If you are lucky, you have read a novel or two by the great Czech writer Milan Kundera.
I confess that for a time in the early and mid 80s I held no writer in higher esteem than he. And very little in the intervening years has changed my opinion on that score.
All these years later, I still have vivid images in my head of the scenes he sketched out in his wonderful books.
One of the more indelible of these is the opening scene of the Book of Laughter and Forgetting, which goes like this:
“In February 1948, the Communist leader Klement Gottwald stepped out on to the balcony of a Baroque palace in Prague to harangue hundreds of thousands of citizens massed in Old Town Square. That was the great turning point in the history of Bohemia. A fateful moment of the kind that occurs only once or twice a millennium.
Gottwald was flanked by his comrades, with Clementis standing close by him. It was snowing and cold, and Gottwald was bareheaded. Bursting with solicitude, Clementis took off he fur hat and set it on Gottwald’s head.
The propaganda section make hundreds of thousands of copies of the photography taken on the balcony where Gottwald, in a fur hat and surrounded by his comrades, spoke to the people. On that balcony the history of Communist Bohemia began. Every child knew that photograph, from seeing it on posters and in schoolbooks and museums.
Four years later, Clementis was charged with treason and hanged. The propaganda section immediately made him vanish from history, and of course, from all photographs. Ever since, Gottwald has been alone on that balcony. Where Clementis stood, there is only the bare palace wall. Nothing remains of Clementis but the fur hat on Gottwald’s head.”
The incident described in the text is rooted in the real life history of Eastern European Communism, when governments of the Soviet bloc regularly and brazenly manipulated past and present events so as to insure the ideological reliability of social narratives.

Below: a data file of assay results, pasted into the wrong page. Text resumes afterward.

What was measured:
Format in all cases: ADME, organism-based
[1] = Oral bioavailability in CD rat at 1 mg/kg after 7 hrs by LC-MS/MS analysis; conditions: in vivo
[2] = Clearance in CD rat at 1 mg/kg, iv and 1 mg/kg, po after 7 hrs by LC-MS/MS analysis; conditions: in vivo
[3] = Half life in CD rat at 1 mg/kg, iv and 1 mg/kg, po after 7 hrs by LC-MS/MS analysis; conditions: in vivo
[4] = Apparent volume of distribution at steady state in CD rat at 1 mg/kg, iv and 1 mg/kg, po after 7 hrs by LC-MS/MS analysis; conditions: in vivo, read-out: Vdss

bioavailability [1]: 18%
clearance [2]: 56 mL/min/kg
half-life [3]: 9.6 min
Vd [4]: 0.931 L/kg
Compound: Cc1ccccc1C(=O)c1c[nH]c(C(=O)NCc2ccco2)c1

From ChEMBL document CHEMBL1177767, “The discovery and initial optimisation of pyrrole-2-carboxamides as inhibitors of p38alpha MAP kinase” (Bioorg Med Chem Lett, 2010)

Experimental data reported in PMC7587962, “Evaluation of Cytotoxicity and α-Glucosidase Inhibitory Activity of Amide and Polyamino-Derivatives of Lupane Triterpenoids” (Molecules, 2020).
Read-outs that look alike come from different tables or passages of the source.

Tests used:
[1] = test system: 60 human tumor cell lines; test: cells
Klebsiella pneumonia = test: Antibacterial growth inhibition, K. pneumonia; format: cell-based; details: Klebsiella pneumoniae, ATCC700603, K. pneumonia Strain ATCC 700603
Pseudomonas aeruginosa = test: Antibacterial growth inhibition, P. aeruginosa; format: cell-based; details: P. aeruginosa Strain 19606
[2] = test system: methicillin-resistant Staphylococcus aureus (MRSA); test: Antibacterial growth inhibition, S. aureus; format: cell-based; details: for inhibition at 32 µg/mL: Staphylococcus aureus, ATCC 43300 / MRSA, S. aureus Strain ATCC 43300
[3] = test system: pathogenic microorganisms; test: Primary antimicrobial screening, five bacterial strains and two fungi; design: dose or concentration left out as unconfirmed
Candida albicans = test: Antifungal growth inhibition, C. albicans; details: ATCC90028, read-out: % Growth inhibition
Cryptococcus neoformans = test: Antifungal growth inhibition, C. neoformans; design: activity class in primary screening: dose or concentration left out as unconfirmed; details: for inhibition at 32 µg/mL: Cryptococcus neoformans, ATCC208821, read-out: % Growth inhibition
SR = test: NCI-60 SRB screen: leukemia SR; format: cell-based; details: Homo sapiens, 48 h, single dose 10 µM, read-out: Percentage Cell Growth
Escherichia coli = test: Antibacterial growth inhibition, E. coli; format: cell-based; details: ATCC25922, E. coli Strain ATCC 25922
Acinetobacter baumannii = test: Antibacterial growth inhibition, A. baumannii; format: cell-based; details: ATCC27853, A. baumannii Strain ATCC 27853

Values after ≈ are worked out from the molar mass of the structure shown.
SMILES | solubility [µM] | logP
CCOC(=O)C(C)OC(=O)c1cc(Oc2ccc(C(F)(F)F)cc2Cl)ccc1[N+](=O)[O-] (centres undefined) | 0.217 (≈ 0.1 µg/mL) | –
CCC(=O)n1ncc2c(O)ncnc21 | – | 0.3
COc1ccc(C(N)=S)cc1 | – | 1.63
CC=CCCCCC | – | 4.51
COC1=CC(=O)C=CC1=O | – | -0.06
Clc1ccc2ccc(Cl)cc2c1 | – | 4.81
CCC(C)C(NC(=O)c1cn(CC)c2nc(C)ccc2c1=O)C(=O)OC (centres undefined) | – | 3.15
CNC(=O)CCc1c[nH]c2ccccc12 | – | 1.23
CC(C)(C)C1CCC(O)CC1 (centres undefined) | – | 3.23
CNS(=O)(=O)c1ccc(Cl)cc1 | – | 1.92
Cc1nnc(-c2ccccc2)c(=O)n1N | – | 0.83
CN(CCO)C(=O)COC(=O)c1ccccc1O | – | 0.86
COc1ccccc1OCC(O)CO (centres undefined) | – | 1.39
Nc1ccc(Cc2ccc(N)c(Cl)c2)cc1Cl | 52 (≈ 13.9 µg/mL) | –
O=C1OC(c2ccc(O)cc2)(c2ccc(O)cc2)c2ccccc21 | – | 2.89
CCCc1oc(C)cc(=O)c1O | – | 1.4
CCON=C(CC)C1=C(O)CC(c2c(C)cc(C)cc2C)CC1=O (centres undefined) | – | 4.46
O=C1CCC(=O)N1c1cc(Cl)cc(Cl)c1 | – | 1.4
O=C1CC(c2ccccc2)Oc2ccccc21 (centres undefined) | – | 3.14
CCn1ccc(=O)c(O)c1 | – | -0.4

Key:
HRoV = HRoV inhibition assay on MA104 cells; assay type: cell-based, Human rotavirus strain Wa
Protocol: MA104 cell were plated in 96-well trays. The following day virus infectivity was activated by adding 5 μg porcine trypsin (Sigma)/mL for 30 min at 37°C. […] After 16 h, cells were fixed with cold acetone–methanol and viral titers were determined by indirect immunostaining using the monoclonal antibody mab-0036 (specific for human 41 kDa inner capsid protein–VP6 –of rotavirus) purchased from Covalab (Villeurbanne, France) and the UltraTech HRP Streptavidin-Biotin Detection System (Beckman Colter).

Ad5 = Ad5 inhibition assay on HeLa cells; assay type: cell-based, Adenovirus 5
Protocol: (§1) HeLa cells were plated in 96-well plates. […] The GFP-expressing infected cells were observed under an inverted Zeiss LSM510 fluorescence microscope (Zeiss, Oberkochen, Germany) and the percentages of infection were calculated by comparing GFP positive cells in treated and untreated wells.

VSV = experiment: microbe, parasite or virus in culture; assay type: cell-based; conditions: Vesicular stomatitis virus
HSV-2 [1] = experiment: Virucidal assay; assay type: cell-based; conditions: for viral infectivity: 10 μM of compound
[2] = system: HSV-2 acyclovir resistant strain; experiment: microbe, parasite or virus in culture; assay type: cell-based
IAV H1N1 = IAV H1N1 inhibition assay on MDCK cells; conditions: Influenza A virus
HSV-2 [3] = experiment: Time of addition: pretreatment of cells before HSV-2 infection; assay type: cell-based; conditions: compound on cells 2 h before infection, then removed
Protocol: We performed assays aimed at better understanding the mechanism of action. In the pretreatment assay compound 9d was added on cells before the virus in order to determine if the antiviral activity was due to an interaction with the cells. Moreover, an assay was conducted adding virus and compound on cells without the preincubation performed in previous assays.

As paradoxical and strange as it might seem at first, this governmental brazenness in matters of deception was rooted in a certain respect on the part of the tyrannical governments for the populations under their control.
In their drive to manipulate the past, they were implicitly acknowledging existence of a national collective memory and the ability of normal people to use their intelligence to maintain it and to nurture it.
It is precisely because they feared the persistence possibility of the “untrained” national memory coming to the fore, that felt they had to take such draconian measures to deform it and manipulate it.
Fast forward to today, 36 years after the publication of Kundera’s masterpiece, and Obama’s appearance at the climate talks in Paris.
There, a few days ago, the US president made an impassioned plea, replete with invocations of Martin Luther King and the need not to cede to cynical fatalism—and people wonder what I mean when I talk about the baroque in today’s world when we have a leader whose entire Presidency has been built on the cynical manipulation of imagery giving us lectures about the dangers of ceding to cynicism—a mere six years after he himself personally oversaw the sabotaging of the very conservative and insufficient goals of a previous version of the same climate conference in Copenhagen.
The result? Nary a word anywhere about the contradiction, nary a word about the brazen cynicism of the act. Indeed not one member of the mainstream press had the “bad taste” to bring up that matter of Obama’s actual record on the climate crisis.
In short, we have arrived at the reality of a civic space (or what passes for it in the minds of most) that is almost completely without actionable memory.
Had the Communists understood that the key to the control of social discourses lay not in respecting, and therefore reifying the idea of social memory (and then subsequently deforming it), but rather in training the public to place no value whatsoever on memory, they’d probably still be in power.